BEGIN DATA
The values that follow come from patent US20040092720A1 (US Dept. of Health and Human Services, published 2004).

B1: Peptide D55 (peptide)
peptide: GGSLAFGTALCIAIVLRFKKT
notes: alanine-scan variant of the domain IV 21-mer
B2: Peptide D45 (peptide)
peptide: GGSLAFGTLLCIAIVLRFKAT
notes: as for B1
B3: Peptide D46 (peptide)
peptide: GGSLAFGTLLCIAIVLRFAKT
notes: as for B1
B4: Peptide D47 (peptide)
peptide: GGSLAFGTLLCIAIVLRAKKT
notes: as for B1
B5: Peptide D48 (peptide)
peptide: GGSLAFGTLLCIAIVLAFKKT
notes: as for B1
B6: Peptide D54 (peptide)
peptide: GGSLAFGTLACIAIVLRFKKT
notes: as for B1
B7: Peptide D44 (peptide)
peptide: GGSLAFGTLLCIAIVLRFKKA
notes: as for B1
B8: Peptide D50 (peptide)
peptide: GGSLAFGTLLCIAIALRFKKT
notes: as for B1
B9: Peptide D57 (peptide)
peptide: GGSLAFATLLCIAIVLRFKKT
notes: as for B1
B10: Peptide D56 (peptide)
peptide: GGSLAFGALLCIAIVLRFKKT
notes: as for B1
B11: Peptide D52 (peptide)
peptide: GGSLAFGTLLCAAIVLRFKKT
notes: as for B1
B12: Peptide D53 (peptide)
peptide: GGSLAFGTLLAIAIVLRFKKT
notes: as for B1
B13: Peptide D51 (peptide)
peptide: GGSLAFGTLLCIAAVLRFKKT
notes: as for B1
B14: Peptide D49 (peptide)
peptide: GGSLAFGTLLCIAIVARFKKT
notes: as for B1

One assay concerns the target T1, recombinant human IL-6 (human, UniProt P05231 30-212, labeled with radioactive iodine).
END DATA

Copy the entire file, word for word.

The values that follow come from patent US20040092720A1 (US Dept. of Health and Human Services, published 2004).

B1: Peptide D55 (peptide)
peptide: GGSLAFGTALCIAIVLRFKKT
notes: alanine-scan variant of the domain IV 21-mer
B2: Peptide D45 (peptide)
peptide: GGSLAFGTLLCIAIVLRFKAT
notes: as for B1
B3: Peptide D46 (peptide)
peptide: GGSLAFGTLLCIAIVLRFAKT
notes: as for B1
B4: Peptide D47 (peptide)
peptide: GGSLAFGTLLCIAIVLRAKKT
notes: as for B1
B5: Peptide D48 (peptide)
peptide: GGSLAFGTLLCIAIVLAFKKT
notes: as for B1
B6: Peptide D54 (peptide)
peptide: GGSLAFGTLACIAIVLRFKKT
notes: as for B1
B7: Peptide D44 (peptide)
peptide: GGSLAFGTLLCIAIVLRFKKA
notes: as for B1
B8: Peptide D50 (peptide)
peptide: GGSLAFGTLLCIAIALRFKKT
notes: as for B1
B9: Peptide D57 (peptide)
peptide: GGSLAFATLLCIAIVLRFKKT
notes: as for B1
B10: Peptide D56 (peptide)
peptide: GGSLAFGALLCIAIVLRFKKT
notes: as for B1
B11: Peptide D52 (peptide)
peptide: GGSLAFGTLLCAAIVLRFKKT
notes: as for B1
B12: Peptide D53 (peptide)
peptide: GGSLAFGTLLAIAIVLRFKKT
notes: as for B1
B13: Peptide D51 (peptide)
peptide: GGSLAFGTLLCIAAVLRFKKT
notes: as for B1
B14: Peptide D49 (peptide)
peptide: GGSLAFGTLLCIAIVARFKKT
notes: as for B1

One assay concerns the target T1, recombinant human IL-6 (human, UniProt P05231 30-212, labeled with radioactive iodine).